The pair held a press conference yesterday to confirm the happy news and adorably compared their love to the sun and the moon.
“Together with Mr. Komuro, I would like to make a warm and peaceful family that is full of smiles,” Princess Mako announced after the Emperor approved of their engagement during a ceremony Sunday morning.
“I was first attracted to his bright smiles that seemed like the sun,” she blushed.
Komuro, in response, said Princess Mako “has been quietly watching over me like the moon.”
“I would like to have a family that is always calm and peaceful.”
The pair met while studying at International Christian University five years ago and spent a year dating long-distance while Princess Mako studied in England and Komuro in America.
“We were far from each other for a long period of time, but we continued contacting each other, and deepened our relationship,” Komuro said.
He also revealed that he actually proposed way back in December 2013 by saying: “Let’s get married in the future.”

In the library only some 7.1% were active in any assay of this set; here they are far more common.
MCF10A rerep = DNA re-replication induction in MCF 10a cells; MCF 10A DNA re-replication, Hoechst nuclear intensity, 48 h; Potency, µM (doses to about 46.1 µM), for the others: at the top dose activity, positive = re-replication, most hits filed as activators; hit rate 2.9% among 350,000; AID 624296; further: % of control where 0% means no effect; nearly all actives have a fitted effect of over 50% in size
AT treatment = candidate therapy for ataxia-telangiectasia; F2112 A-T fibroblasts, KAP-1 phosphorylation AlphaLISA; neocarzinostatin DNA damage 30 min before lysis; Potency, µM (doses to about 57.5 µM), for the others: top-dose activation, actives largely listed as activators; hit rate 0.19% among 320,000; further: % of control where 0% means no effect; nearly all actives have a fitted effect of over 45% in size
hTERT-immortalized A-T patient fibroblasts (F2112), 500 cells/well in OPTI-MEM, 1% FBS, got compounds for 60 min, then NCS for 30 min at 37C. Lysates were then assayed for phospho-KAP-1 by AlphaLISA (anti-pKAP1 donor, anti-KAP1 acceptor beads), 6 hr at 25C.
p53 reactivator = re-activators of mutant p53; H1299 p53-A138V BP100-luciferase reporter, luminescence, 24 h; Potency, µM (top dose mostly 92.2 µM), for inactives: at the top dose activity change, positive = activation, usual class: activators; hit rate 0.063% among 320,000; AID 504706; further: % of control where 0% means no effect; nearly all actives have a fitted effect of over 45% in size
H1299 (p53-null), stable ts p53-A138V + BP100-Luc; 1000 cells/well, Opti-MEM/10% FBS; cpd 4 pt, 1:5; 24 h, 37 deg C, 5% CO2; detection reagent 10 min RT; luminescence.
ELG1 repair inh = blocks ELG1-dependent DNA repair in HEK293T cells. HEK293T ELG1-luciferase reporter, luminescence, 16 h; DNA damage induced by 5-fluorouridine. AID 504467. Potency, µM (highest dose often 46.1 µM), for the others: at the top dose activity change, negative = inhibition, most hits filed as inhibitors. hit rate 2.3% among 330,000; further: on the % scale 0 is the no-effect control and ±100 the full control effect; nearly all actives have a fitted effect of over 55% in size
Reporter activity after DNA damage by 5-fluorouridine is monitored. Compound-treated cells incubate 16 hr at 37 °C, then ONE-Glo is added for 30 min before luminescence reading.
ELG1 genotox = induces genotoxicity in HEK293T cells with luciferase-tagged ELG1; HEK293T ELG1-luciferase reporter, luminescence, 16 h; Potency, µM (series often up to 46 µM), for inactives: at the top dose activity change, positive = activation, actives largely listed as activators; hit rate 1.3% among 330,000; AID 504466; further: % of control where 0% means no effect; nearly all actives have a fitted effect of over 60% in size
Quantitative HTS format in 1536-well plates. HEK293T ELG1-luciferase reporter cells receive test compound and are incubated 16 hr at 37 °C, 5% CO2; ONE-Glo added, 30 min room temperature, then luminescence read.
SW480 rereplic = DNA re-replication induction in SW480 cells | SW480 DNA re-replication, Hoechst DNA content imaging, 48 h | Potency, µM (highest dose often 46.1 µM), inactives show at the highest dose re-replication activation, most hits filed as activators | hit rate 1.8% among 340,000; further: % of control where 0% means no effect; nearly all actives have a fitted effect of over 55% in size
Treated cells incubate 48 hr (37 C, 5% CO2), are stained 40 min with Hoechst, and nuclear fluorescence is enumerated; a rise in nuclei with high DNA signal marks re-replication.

Despite the union being accepted by her parents, under the Imperial House Law, princesses are obliged to leave the royal family should they choose to marry a commoner.
Princess Mako's 83-year-old grandfather, Emperor Akihito, is expected to abdicate next year – Japan’s first abdication in two centuries.
Princess Mako's sacrifice for love has reignited a national debate in Japan about whether women should be allowed to retain Imperial status after marriage and rise to the throne.
Currently, Imperial House Law allows only a male to take the throne, and the family currently has only one young male, Mako’s younger brother 10-year-old Prince Hisahito.
We can't wait for a royal wedding, and we expect Her Imperial Highness Princess Mako of Akishino will be breaking down some royal barriers as she makes her way down the aisle.